JAN 18, 2024 9:00 AM PST

Omega-3 Slows Pulmonary Fibrosis

WRITTEN BY: Savannah Logan

A new study published in the journal Chest has shown that omega-3 fatty acids, which have been previously shown to lower the risk of heart disease and blood clots, may also slow the progression of pulmonary fibrosis and improve lung function.

The study included data from more than 300 patients with clinically diagnosed pulmonary fibrosis. Plasma omega-3 fatty acid levels were measured for each patient, which is a measure of omega-3 fatty acid intake. Then, over a period of 12 months, their disease progression and transplant-free survival were measured. Pulmonary fibrosis is a condition in which scarring in the lungs, usually caused by exposure to toxins or pollution, makes it difficult to breathe. Poor lung function can also negatively affect the heart, and cardiac conditions are very common in patients with pulmonary fibrosis. The goal of this study was to see how omega-3 fatty acid intake is related to disease progression and survival in pulmonary fibrosis patients.

The results showed that higher plasma levels of omega-3 fatty acids were associated with better ability to exchange carbon dioxide, representing better lung function. Additionally, patients with higher omega-3 plasma levels showed longer transplant-free survival rates. In general, higher omega-3 fatty acid blood plasma levels could predict better clinical outcomes for the patients.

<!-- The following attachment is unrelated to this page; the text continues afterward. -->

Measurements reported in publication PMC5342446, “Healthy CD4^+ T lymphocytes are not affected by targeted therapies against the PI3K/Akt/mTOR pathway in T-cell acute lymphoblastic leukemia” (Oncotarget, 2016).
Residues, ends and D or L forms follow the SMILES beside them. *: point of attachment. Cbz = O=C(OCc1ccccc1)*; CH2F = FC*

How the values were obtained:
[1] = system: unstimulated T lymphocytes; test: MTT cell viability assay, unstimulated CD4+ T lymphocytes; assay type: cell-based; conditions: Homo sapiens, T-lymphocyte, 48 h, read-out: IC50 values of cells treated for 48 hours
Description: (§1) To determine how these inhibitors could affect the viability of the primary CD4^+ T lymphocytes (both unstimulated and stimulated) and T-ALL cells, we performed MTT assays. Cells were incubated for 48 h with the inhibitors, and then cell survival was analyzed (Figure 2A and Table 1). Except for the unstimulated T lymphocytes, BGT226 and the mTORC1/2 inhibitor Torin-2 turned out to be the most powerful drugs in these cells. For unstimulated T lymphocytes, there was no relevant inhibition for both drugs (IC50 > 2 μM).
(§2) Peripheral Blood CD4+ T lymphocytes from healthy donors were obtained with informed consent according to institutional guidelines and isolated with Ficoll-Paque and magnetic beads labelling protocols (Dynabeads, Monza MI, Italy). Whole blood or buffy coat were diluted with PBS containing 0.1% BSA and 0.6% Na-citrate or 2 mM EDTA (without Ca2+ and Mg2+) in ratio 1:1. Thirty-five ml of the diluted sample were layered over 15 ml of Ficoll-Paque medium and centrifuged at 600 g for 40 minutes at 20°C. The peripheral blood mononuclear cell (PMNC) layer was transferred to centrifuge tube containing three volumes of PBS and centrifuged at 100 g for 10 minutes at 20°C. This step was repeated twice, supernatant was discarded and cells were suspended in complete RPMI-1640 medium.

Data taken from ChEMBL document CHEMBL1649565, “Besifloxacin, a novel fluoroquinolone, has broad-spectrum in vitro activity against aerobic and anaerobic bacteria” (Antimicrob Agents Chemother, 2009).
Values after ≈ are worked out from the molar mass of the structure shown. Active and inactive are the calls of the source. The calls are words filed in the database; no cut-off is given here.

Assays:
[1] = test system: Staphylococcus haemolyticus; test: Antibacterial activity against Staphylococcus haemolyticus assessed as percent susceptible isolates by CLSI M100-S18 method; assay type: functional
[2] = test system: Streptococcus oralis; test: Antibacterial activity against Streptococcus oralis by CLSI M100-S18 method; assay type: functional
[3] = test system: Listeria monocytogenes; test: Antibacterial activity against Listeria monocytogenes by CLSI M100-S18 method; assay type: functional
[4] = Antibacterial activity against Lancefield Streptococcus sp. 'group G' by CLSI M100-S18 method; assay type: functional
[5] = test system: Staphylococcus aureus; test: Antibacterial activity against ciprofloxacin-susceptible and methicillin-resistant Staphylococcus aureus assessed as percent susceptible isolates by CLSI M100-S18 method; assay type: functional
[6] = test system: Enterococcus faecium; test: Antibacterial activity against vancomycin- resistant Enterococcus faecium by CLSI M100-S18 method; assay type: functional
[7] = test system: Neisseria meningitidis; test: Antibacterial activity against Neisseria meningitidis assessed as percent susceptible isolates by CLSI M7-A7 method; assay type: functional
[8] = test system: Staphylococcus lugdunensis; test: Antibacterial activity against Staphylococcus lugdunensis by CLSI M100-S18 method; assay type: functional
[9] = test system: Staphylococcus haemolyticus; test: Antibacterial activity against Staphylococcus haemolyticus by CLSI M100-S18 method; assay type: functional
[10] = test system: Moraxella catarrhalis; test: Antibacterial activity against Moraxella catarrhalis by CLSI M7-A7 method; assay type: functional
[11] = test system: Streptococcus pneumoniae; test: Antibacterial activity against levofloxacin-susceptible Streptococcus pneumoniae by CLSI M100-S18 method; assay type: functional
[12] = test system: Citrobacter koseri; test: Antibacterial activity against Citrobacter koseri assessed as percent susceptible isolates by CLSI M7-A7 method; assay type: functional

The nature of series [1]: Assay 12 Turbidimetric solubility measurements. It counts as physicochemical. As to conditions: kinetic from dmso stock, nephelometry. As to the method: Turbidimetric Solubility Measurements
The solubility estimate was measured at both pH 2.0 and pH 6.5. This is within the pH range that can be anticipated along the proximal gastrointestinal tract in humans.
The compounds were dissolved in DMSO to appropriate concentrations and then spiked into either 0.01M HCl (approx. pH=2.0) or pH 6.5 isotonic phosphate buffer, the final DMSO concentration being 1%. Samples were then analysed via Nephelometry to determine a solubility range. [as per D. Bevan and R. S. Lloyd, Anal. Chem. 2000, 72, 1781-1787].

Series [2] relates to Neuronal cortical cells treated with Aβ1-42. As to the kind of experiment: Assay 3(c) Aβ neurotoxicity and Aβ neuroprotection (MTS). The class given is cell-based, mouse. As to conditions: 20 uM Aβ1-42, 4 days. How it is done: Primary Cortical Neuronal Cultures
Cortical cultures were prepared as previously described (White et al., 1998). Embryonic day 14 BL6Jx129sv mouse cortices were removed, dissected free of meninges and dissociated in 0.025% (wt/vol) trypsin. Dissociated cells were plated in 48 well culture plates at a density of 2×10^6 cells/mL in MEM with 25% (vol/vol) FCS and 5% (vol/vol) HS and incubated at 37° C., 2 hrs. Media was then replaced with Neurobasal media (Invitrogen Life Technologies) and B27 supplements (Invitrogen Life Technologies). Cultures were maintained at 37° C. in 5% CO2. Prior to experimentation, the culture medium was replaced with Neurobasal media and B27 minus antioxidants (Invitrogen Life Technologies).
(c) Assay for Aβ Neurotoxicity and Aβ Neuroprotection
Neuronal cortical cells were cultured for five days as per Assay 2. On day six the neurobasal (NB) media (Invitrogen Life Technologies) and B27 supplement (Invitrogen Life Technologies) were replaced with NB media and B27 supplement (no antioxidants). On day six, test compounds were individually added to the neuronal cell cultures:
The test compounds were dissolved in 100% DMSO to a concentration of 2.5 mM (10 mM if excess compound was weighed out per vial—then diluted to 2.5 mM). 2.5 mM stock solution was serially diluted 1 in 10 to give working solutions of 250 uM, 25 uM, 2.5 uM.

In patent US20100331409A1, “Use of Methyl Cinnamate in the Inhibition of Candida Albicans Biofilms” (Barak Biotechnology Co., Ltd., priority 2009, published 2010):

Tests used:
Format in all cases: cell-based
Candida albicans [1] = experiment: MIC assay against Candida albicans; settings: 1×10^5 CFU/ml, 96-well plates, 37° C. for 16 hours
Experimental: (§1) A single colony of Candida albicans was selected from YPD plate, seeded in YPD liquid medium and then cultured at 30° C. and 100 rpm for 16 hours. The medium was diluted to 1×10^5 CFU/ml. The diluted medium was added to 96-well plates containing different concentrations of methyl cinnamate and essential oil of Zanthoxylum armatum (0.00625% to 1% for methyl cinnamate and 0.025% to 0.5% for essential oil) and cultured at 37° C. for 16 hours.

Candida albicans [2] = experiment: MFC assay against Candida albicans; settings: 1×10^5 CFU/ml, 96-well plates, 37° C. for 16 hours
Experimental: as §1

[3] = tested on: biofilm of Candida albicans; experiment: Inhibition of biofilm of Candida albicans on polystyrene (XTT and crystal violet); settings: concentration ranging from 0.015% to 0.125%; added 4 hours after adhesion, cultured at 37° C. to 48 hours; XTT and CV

The authors noted that more research is needed to confirm these results and determine a potential mechanism of action. This may help determine whether nutritional interventions with omega-3 fatty acids could be beneficial for pulmonary fibrosis patients. Previous studies have linked omega-3 fatty acid intake to a lowered risk of heart disease, stroke, certain cancers, Alzheimer’s disease, and dementia. Nutritional interventions can have a positive impact on many conditions, and omega-3 fatty acids in particular seem to have a wide range of benefits.

Sources: Chest, Science Daily

About the Author
Doctorate (PhD)
Savannah (she/her) is a scientific writer specializing in cardiology at Labroots. Her background is in medical writing with significant experience in obesity, oncology, and infectious diseases. She has conducted research in microbial biophysics, optics, and education. She received her Ph.D. from the University of Oregon.
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